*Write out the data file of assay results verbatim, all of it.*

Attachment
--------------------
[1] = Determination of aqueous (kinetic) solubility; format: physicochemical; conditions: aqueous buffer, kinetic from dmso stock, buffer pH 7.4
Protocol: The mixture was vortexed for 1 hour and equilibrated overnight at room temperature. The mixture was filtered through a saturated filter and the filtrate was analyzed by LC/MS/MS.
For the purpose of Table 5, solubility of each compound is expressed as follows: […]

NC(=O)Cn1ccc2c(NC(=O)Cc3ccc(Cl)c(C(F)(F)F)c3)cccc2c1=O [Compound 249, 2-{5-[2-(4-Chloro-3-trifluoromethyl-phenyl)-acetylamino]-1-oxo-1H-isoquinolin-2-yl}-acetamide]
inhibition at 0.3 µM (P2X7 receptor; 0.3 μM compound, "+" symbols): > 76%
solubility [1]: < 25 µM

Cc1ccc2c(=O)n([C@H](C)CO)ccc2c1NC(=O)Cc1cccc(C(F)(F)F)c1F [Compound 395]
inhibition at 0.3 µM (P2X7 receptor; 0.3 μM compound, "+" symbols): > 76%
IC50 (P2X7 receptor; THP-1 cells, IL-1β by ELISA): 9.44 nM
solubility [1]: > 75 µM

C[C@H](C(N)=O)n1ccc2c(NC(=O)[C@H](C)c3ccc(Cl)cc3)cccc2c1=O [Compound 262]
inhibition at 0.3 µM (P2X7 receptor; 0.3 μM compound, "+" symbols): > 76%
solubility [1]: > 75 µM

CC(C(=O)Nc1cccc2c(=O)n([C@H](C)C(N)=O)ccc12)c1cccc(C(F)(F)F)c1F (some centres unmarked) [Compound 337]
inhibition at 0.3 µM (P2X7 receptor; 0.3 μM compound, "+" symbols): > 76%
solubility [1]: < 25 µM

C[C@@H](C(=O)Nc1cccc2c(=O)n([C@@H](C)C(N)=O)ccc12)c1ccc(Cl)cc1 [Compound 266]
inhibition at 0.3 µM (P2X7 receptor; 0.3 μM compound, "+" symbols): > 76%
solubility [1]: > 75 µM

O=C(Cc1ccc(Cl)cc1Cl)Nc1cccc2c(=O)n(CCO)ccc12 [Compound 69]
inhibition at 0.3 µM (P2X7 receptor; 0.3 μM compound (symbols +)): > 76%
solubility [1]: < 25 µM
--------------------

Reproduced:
[1] = Determination of aqueous (kinetic) solubility; format: physicochemical; conditions: aqueous buffer, kinetic from dmso stock, buffer pH 7.4
Protocol: The mixture was vortexed for 1 hour and equilibrated overnight at room temperature. The mixture was filtered through a saturated filter and the filtrate was analyzed by LC/MS/MS.
For the purpose of Table 5, solubility of each compound is expressed as follows: […]

NC(=O)Cn1ccc2c(NC(=O)Cc3ccc(Cl)c(C(F)(F)F)c3)cccc2c1=O [Compound 249, 2-{5-[2-(4-Chloro-3-trifluoromethyl-phenyl)-acetylamino]-1-oxo-1H-isoquinolin-2-yl}-acetamide]
inhibition at 0.3 µM (P2X7 receptor; 0.3 μM compound, "+" symbols): > 76%
solubility [1]: < 25 µM

Cc1ccc2c(=O)n([C@H](C)CO)ccc2c1NC(=O)Cc1cccc(C(F)(F)F)c1F [Compound 395]
inhibition at 0.3 µM (P2X7 receptor; 0.3 μM compound, "+" symbols): > 76%
IC50 (P2X7 receptor; THP-1 cells, IL-1β by ELISA): 9.44 nM
solubility [1]: > 75 µM

C[C@H](C(N)=O)n1ccc2c(NC(=O)[C@H](C)c3ccc(Cl)cc3)cccc2c1=O [Compound 262]
inhibition at 0.3 µM (P2X7 receptor; 0.3 μM compound, "+" symbols): > 76%
solubility [1]: > 75 µM

CC(C(=O)Nc1cccc2c(=O)n([C@H](C)C(N)=O)ccc12)c1cccc(C(F)(F)F)c1F (some centres unmarked) [Compound 337]
inhibition at 0.3 µM (P2X7 receptor; 0.3 μM compound, "+" symbols): > 76%
solubility [1]: < 25 µM

C[C@@H](C(=O)Nc1cccc2c(=O)n([C@@H](C)C(N)=O)ccc12)c1ccc(Cl)cc1 [Compound 266]
inhibition at 0.3 µM (P2X7 receptor; 0.3 μM compound, "+" symbols): > 76%
solubility [1]: > 75 µM

O=C(Cc1ccc(Cl)cc1Cl)Nc1cccc2c(=O)n(CCO)ccc12 [Compound 69]
inhibition at 0.3 µM (P2X7 receptor; 0.3 μM compound (symbols +)): > 76%
solubility [1]: < 25 µM